I’m Mallory Barnes, a fiction writer living in West Texas.My hope here is to encourage reading and discussion. In the digital age, we often live together so separately. Community and intellectual discussion are harder and harder to come by. I hope that Book Club Bites can help alleviate that by encouraging the birth and growth of book clubs.
*If you are new here, WELCOME! For The Alchemist, I provide your book club with a brief summary, a recipe, and discussion questions in that order!
The Alchemistis a novel that reads like a centuries-old tale, although it was first published in 1988. It is the masterpiece of Paulo Coelho who has written many other great novels. A short book at around 200 pages, it contains a depth of wisdom that has catapulted it to the top of many book clubs’ lists.
The main character, primarily referred to as “the boy,” has a good life at the beginning of the book, but he yearns for more. He longs to travel, to break free of his barriers, and to be more than a shepherd. When he learns of a treasure near the Egyptian pyramids, he takes the chance and begins a long journey towards achieving his dreams.
It sounds like your normal adventure quest story, but Paulo Coelho injects what would be a face-the-obstacles-to-find-the-treasure set of events with timeless wisdom about fate, dreams, God, and personal fulfillment. Riddled with terms such as Personal Legend, Language of the World, Soul of the World and more, Coehlo challenges the reader to examine his own life and consider what comforts he has exchanged for fulfillment.
The Alchemist is a thought-provoking novel that makes a great book club discussion and is definitely worth a read (or two). If your book club hasn’t read it or if it’s been a few years since you have, it might be time to pick up this novel by the brilliant Coehlo. If you have read The Alchemist and aren’t looking to revisit it, consider these other novels where Coehlo tackles equally deep subjects.
*If you are new here, WELCOME! For The Giver of Stars and The Book Woman of Troublesome Creek Comparison, I provide your book club with a brief summary and comparison, a recipe, and discussion questions in that order!
I actually saw The Book Woman of Troublesome Creek long before The Giver of Stars released, but passed it by because I thought the subject might be a little heavy based on the description and I wasn’t in the mood for a heavy book. When The Giver of Stars released, I had no idea by the cover that it was about Pack Horse Librarians, but after reading the description, my interest was peaked and I decided to read it.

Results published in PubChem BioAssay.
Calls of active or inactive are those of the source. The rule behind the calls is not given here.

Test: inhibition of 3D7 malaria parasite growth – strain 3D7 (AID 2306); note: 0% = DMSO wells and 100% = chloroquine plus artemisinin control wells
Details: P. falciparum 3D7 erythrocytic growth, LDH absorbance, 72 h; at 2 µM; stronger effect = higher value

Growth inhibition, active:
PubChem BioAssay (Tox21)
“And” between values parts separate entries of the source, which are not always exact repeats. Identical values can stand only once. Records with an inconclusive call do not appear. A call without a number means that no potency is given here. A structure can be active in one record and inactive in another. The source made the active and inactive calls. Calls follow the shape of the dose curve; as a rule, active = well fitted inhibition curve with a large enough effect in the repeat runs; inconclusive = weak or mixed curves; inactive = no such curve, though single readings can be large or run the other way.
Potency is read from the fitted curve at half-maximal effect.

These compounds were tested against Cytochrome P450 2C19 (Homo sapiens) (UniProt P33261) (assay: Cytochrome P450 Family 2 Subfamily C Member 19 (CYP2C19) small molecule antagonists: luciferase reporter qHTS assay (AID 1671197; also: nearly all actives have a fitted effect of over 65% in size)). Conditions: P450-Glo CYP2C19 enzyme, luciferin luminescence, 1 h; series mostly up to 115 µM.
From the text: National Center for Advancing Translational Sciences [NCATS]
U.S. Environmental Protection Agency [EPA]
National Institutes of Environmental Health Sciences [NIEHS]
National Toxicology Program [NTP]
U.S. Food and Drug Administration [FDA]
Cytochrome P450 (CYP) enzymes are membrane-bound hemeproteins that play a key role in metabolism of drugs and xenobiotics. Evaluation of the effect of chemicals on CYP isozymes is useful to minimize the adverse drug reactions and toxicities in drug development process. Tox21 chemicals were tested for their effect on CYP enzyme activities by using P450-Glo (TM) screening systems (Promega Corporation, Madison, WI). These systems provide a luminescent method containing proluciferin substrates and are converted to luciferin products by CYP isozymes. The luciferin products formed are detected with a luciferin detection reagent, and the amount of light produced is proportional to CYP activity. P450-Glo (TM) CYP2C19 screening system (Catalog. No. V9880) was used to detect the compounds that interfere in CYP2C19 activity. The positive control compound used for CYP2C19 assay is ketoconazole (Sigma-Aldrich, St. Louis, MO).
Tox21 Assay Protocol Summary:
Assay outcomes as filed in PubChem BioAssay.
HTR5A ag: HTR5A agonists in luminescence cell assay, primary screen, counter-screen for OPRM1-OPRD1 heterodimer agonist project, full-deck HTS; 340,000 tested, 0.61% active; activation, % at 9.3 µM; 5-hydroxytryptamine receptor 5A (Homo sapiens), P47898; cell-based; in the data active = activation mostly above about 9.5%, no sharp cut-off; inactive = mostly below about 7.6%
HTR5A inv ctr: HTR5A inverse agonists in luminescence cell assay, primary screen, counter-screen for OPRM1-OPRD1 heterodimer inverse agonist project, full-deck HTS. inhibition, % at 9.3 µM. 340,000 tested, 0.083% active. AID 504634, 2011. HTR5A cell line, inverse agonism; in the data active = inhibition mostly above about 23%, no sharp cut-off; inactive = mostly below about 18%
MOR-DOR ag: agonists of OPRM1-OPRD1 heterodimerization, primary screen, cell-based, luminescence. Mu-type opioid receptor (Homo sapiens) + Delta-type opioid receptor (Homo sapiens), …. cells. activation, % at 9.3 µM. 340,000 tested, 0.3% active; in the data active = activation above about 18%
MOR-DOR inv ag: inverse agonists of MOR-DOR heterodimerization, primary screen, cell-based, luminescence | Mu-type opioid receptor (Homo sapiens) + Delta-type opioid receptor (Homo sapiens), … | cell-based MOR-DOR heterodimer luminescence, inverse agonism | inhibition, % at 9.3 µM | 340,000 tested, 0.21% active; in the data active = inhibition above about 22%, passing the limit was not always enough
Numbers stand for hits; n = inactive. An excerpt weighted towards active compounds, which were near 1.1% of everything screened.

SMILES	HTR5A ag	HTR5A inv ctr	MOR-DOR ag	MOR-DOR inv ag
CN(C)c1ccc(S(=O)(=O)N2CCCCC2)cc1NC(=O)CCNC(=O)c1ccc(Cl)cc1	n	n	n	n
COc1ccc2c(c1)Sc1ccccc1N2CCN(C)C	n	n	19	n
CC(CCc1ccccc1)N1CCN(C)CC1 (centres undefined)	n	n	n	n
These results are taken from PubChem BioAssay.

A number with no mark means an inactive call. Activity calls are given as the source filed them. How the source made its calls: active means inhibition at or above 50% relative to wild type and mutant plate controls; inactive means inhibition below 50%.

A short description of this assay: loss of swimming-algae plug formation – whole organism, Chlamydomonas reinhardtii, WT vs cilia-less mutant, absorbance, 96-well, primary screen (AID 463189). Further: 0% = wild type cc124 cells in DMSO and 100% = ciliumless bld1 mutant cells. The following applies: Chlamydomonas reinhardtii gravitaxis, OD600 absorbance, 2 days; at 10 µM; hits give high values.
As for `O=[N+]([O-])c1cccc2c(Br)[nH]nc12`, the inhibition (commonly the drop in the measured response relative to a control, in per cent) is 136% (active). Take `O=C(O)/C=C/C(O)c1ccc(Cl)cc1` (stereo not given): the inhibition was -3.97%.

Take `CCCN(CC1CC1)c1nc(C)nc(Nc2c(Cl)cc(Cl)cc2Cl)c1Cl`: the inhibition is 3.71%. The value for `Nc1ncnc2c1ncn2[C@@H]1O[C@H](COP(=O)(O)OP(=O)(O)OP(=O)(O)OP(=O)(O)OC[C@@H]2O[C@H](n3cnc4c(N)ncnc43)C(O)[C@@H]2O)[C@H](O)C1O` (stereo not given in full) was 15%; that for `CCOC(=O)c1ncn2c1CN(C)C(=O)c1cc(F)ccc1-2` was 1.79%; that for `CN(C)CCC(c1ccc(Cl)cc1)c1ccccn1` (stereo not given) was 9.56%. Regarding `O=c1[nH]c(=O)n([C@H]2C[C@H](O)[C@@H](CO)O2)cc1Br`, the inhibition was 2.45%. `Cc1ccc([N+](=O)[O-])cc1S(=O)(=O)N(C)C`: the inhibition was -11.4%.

The controversy revolves around possible plagiarism on Jojo Moyes part, asserting that parts of The Giver of Stars are too similar to The Book Woman of Troublesome Creek to be a coincidence.
I read The Giver of Stars first, unaware of the controversy. After reading, I was shocked to see the accusations from many readers in reviews, many of them citing the Buzzfeed article where the similarities are outlined. Instead of reading the article, I decided to read The Book Woman of Troublesome Creek next and form my own opinion.
After reading both, I was confused and surprised that so many readers were vehemently choosing one or the other. The books were very different to me and BOTH worth reading. I’ve completed separate posts going into more detail on each. You can check out the posts on The Giver of Stars and The Book Woman of Troublesome Creek for more.
Yes, the topic is Pack Horse Librarians, a Works Progress Administration program enacted by Roosevelt in the 1930s to bring books to rural Kentucky, but both authors created a book on the same subject in very different way. After I finished both books, I did finally read the article and, to me, the similarities outlined were minor.
If you disagree, think about this–this is a new subject to fiction. No other books I can think of have been written on it. Yet, there are hundreds to thousands of novels written about World War II. In those books, we expect to see spies, someone facing starvation, someone being tortured physically or mentally by a Nazi, etc.
It’s not surprising to me that Moyes and Richardson would have studied the time period and the facts and come up with story elements that coincidentally are similar. Including adding colored librarians, because of the times we are in (and it’s just important), placing antagonists along the lonely routes through the mountains, because that seems the most logical way to add tension, and creating love interests, because readers love and expect this. As a writer, I read with that eye. I’m always considering what I would add to a book on the subject, and I have to say I would have added some form of those things myself.
Let me talk a little about how the two novels are very different rather than scrutinizing their similarities.
The Book Woman of Troublesome Creek is a novel about a single woman who faces severe persecution because of her Blue skin. This alone is worth reading about because it’s based on the real-life blue-skinned people of Kentucky, a new subject and fascinating for me. She is also a Pack Horse Librarian who takes books via horseback to her patrons in rural Appalachia. The book is primarily about her inner struggle to accept herself. It is written in a literary style. It does an exceptional job of highlighting the true-to-life details of life in Appalachia. And, it should be on your book club list.